Employers stand up against violence or harassment of LGBTI people

Contact(s)

Mthunzi Mdwaba

IOE Vice-President to the ILO

On International Day Against Homophobia, Transphobia and Biphobia, Employers reaffirm that sexual orientation and gender identity must never be the basis for discrimination.

By: Mthunzi Mdwaba

IOE Vice-President to the International Labour Organization

The IOE refutes efforts to distort our intention or misrepresent our views on LGBTI discrimination in negotiations on a proposed ILO Convention to end violence and harassment at work. On this International Day Against Homophobia, Transphobia and Biphobia, the Employers’ want to reaffirm our position that sexual orientation and gender identity must never be the basis for discrimination. Vulnerable groups should be specially protected. Violence and harassment against any individual because of their sexual orientation or gender identity must never be tolerated.

When negotiating international treaties misinformation can be a strategy to undermine the process or diminish the text of the proposed convention. This appears to be the case for the current negotiations underway at the International Labour Organization (ILO) on a landmark Convention and Recommendation to eliminate violence and harassment at work.

For the past two years, the tripartite governance of the ILO has been intensively negotiating a new Convention supplemented by a Recommendation with a view to adopting them during the upcoming 108th International Labour Conference (ILC). The ILO has a unique governance structure that brings together workers, governments and employers, such as during the ILC, to set agreed upon international labour standards.

The path to adoption is taking some extremely disturbing turns. Misleading information is being spread on the position of the Employers’ Group in relation to the inclusion of a list of vulnerable groups requiring additional protection. Some people are accusing the Employers’ Group and its secretariat, the IOE, of only wanting to exclusively put lesbian, gay, bisexual, transgender and intersex (LGBTI) people on the list — removing migrants, gender, age or other groups.

Another rumour has it that the Employers’ Group is only fighting to keep LGBTI on the list to sabotage the entire adoption process. In this instance, our stance to keep LGBTI on the list is seen as not based on any commitment to stop discrimination, but more a political maneuver to prevent the Convention’s adoption.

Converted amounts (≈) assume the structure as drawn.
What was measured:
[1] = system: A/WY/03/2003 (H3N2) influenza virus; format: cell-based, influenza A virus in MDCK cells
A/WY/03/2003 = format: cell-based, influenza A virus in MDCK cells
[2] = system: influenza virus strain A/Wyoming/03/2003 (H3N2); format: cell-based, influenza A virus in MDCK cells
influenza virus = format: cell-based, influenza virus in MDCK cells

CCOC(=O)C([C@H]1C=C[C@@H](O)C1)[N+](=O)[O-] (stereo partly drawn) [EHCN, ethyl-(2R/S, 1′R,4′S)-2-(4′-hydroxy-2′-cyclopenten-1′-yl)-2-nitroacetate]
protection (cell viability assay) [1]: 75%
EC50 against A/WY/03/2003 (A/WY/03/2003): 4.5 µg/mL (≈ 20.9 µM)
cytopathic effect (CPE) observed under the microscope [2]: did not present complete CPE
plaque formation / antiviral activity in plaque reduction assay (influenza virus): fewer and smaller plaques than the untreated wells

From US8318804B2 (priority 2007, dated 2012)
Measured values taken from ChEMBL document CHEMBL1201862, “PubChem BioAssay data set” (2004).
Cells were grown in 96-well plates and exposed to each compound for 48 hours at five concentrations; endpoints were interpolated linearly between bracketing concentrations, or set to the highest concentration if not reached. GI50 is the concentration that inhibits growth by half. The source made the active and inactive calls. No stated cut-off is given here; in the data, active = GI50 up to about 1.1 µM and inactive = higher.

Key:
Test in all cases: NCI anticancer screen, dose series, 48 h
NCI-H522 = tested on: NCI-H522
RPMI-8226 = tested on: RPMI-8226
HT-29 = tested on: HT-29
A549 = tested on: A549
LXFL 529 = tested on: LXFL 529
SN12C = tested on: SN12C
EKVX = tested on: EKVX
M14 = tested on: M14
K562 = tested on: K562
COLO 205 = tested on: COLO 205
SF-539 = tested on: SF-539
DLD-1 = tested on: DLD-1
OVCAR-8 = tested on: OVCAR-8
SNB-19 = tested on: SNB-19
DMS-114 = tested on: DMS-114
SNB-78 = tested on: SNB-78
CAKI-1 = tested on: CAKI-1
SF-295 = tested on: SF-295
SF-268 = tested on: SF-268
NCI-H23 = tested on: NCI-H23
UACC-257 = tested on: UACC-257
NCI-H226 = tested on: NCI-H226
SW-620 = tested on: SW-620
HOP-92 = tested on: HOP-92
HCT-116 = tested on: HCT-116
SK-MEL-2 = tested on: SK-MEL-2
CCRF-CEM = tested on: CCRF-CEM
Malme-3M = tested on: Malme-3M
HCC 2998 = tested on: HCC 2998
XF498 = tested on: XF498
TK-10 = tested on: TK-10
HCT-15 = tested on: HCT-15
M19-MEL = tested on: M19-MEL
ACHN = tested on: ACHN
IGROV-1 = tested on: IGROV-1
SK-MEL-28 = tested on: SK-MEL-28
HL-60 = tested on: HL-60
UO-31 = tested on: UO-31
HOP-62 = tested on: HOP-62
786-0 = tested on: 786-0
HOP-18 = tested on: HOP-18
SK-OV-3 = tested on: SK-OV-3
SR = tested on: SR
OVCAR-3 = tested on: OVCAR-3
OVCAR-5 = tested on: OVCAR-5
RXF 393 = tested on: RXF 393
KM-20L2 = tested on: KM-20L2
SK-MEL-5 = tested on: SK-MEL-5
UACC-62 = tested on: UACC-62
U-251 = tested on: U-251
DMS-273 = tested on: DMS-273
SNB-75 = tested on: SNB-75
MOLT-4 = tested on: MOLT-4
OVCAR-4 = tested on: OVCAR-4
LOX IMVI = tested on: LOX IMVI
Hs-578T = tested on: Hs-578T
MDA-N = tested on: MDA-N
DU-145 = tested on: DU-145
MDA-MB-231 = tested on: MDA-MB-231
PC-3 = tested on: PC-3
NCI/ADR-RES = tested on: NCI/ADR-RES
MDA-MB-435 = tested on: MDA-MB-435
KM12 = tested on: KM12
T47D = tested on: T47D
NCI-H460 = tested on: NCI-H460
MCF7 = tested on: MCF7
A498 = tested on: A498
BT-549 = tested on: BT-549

The Employers’ Group, along with the International Organisation of Employers (IOE), are committed to standing up and fighting for equality and non-discrimination in employment and occupation. In the negotiations on the Convention, all our contributions are motivated by this fundamental principle.

Why is there such widespread misunderstanding around the Employers’ position? Perhaps by creating a scandal in one place, the real issue is overlooked as outrage is focused on the false narrative. There is clear mischievous and malicious intent.

It is true that the Employers’ Group changed its position during the negotiations of this Convention. What is less well understood is why we changed our views.

Initially, the Employers’ Group supported an inclusive language providing equal protection to all without listing specific vulnerable groups. We believed that listing specific groups ran the risk of limiting protection, leaving out future vulnerable populations or overlooking existing ones not mentioned. For this reason, the Employers did not support ILO’s proposed text to the Convention that included a list of vulnerable groups.

However, the Employers’ Group had to reconsider its position when certain Governments explicitly requested the deletion of the list of vulnerable groups stating their intention to deny LGBTI people equal protection. Employers unequivocally requested that the list of vulnerable groups remain in the text to ensure equal protection for all groups, including the LGBTI community.

As Employers, we firmly support the principle that all individuals should be protected from violence and harassment, including LGBTI people. To secure the support of the Employers’ Group, any ILO instrument on violence and harassment should build on this principle.

We, the IOE, have decided to make our position clear: Discrimination is discrimination.

We categorically refute efforts to distort our position as we work to ensure that new ILO standards include protection for all, including for LGBTI+.

If the world is serious about creating a culture of inclusion and non-discrimination, where employees and employers are valued and respected, then diversity must be embraced, including in the workplace.